Reagan eyes long, difficult agenda as 1982 begins

President Reagan faces a heavy agenda as the new year dawns.

Chancellor Helmut Schmidt of West Germany sees him tomorrow (Jan. 5) to coordinate policies on the Polish issue, and to consider the future of the European economy.

Talks resume next week (Jan. 13) between the Soviet Union and the United States at Geneva on limiting nuclear weapons in Europe.

Later in the month, Congress will reassemble and hear the President's State of the Union address, which will tell how he proposes to deal with a deficit that may surpass $100 billion by the end of the year. Meanwhile, major decisions pile up that have accumulated after the administration's first year in office, the kind on which the success or failure of a new administration normally hinges.

President Reagan's first year may seem relatively easy compared with the problems ahead. On the economic side, he has cut taxes in one of the biggest reductions in history, and Congress has welcomed his lead. Now problems arise about how best to pay the bill with recovery lagging, unemployment growing, and a big deficit in sight. Politics will intensify, too, with a midterm election this November. Reagan now appears to face a major choice that will test his administration: Will he reverse direction and raise taxes, or will he accept a substantial budget deficit?

Foreign policy problems are potentially even bigger. Reagan ran for office and was elected with a ''tough line'' toward the Soviet Union. In the current Polish crisis he charges Moscow with ''a heavy and direct responsibility for the repression.'' The belligerent US attitude has helped provoke a neutralist line in Western Europe, where minority elements condemn both superpowers.

In the midst of this, however, President Reagan dramatically announced his willingness to revive arms talk with the USSR. Discussions on limitation of tactical nuclear weapons were resumed in November.

The Polish crisis has not interrupted the Geneva arms talks, which are being watched closely in Europe. There is a widespread belief that the Schmidt visit coincides with major decisions that will affect international relationships for some time. The revolt by the Solidarity free trade union forces in Poland against the monolithic rule of Moscow is the biggest crack that has appeared in the communist state short of actual revolts. Now many Europeans appear to feel that Solidarity has gone too far. The President's all-out support of Solidarity aligns him with the activist forces and there is a question whether NATO itself can be saved in the consequent turmoil.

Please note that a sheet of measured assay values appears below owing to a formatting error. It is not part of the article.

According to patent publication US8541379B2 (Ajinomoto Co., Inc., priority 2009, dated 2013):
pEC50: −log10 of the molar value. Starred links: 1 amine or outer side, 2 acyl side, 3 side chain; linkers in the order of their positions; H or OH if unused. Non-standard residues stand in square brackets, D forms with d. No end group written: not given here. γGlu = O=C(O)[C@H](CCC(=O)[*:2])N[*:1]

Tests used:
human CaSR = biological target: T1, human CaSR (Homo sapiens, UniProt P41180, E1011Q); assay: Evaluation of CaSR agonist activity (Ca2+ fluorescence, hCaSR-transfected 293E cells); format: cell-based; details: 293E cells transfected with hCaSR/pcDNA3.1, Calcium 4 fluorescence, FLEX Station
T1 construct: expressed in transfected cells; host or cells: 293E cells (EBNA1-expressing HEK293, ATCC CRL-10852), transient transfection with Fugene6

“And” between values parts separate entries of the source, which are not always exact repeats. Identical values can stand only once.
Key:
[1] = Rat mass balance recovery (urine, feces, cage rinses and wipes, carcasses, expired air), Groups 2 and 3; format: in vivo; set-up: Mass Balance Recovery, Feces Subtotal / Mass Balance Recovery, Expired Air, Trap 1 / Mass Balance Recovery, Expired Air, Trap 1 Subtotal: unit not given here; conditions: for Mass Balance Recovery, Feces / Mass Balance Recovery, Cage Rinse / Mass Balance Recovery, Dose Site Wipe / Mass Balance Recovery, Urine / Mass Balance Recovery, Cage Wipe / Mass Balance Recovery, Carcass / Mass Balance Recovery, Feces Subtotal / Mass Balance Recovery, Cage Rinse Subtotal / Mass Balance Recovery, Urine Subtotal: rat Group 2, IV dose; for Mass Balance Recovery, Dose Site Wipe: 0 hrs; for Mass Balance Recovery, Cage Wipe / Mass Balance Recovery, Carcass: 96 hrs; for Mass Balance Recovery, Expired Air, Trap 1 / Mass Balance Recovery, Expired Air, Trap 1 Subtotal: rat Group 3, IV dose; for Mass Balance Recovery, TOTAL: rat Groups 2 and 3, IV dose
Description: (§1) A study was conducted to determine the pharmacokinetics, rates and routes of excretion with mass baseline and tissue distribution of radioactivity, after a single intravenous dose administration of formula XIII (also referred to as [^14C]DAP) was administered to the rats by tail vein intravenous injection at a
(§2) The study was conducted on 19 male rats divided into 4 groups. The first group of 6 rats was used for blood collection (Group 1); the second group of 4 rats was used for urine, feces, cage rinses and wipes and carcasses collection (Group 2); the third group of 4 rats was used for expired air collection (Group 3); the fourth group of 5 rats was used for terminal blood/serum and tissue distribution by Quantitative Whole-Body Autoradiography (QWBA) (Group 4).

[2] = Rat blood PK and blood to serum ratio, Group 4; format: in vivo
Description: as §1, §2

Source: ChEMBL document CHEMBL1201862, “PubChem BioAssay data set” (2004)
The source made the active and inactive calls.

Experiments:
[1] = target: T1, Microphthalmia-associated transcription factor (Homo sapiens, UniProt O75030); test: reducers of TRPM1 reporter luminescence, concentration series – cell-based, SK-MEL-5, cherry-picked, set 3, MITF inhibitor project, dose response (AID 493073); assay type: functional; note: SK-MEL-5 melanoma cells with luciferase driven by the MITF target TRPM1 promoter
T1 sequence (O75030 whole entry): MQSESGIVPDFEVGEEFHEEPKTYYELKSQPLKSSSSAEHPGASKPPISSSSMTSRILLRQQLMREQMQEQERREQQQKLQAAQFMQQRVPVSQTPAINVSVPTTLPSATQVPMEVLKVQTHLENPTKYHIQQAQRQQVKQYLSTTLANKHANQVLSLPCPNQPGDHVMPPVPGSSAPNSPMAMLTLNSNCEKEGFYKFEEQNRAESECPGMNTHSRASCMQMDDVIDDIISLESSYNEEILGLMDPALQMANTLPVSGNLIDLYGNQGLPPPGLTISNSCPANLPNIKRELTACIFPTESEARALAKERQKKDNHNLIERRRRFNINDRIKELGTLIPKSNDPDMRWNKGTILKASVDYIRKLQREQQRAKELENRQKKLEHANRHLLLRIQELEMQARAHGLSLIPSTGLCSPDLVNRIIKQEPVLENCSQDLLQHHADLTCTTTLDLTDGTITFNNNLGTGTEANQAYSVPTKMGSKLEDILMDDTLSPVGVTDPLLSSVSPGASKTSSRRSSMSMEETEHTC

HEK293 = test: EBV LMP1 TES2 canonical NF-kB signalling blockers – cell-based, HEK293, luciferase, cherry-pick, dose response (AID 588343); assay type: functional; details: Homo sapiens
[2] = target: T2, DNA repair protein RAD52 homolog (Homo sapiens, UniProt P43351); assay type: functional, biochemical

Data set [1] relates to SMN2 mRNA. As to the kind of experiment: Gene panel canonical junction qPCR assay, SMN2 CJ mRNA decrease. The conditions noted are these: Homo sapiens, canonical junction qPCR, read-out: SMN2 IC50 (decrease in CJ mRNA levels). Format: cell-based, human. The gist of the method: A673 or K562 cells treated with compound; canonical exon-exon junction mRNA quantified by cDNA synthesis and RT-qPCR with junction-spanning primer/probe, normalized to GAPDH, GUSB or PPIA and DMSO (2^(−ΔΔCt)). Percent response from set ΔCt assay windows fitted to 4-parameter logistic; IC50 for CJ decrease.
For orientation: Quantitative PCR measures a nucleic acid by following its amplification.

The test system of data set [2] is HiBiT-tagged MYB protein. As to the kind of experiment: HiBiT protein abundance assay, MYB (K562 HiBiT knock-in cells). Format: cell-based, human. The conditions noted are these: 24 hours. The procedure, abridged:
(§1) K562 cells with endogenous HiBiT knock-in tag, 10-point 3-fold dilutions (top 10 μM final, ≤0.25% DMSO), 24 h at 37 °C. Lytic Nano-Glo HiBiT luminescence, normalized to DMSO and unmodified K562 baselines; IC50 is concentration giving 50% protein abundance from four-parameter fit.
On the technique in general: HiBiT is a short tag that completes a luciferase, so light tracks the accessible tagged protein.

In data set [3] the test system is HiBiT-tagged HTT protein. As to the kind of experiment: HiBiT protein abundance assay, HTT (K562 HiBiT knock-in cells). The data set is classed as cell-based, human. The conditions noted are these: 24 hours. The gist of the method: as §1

Speaking in an NBC-TV interview Jan. 3, former US Ambassador to the Soviet Union George F. Kennan said that ''It is difficult to see that sanctions against Russia will be much more than 'pinpricks' at the present time.'' The Soviets have no intention to attack, he said. The point has been reached in the present ''weapons race,'' he said, when a high-level summit meeting might be of value. This appeared to be a reference to a recent statement by Reagan to an interviewer that a meeting with Soviet President Leonid Brezhnev was ''likely'' this year.

Zbigniew Brzezinski, adviser for national security affairs to President Carter, said in a CBS-TV interview Jan. 3 that he backed a proposal (independently supported by Mr. Kennan) for a modern Marshall Plan to aid the Poles. However, Mr. Brzezinski acknowledged the difficulty of aiding Solidarity during its present plight.

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